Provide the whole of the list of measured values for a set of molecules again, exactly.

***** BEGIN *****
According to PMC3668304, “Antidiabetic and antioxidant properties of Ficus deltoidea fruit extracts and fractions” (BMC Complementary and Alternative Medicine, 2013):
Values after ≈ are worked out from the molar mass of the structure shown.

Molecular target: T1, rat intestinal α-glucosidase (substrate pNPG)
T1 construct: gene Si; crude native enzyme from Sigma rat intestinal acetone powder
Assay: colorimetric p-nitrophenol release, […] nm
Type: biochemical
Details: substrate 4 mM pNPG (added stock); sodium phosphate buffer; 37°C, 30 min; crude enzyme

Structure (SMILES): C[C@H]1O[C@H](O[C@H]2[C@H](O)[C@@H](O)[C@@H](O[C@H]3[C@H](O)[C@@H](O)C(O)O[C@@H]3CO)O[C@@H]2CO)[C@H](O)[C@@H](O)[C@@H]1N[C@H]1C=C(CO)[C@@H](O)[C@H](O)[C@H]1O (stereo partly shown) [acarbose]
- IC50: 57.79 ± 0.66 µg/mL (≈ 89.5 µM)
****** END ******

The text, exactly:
According to PMC3668304, “Antidiabetic and antioxidant properties of Ficus deltoidea fruit extracts and fractions” (BMC Complementary and Alternative Medicine, 2013):
Values after ≈ are worked out from the molar mass of the structure shown.

Molecular target: T1, rat intestinal α-glucosidase (substrate pNPG)
T1 construct: gene Si; crude native enzyme from Sigma rat intestinal acetone powder
Assay: colorimetric p-nitrophenol release, […] nm
Type: biochemical
Details: substrate 4 mM pNPG (added stock); sodium phosphate buffer; 37°C, 30 min; crude enzyme

Structure (SMILES): C[C@H]1O[C@H](O[C@H]2[C@H](O)[C@@H](O)[C@@H](O[C@H]3[C@H](O)[C@@H](O)C(O)O[C@@H]3CO)O[C@@H]2CO)[C@H](O)[C@@H](O)[C@@H]1N[C@H]1C=C(CO)[C@@H](O)[C@H](O)[C@H]1O (stereo partly shown) [acarbose]
- IC50: 57.79 ± 0.66 µg/mL (≈ 89.5 µM)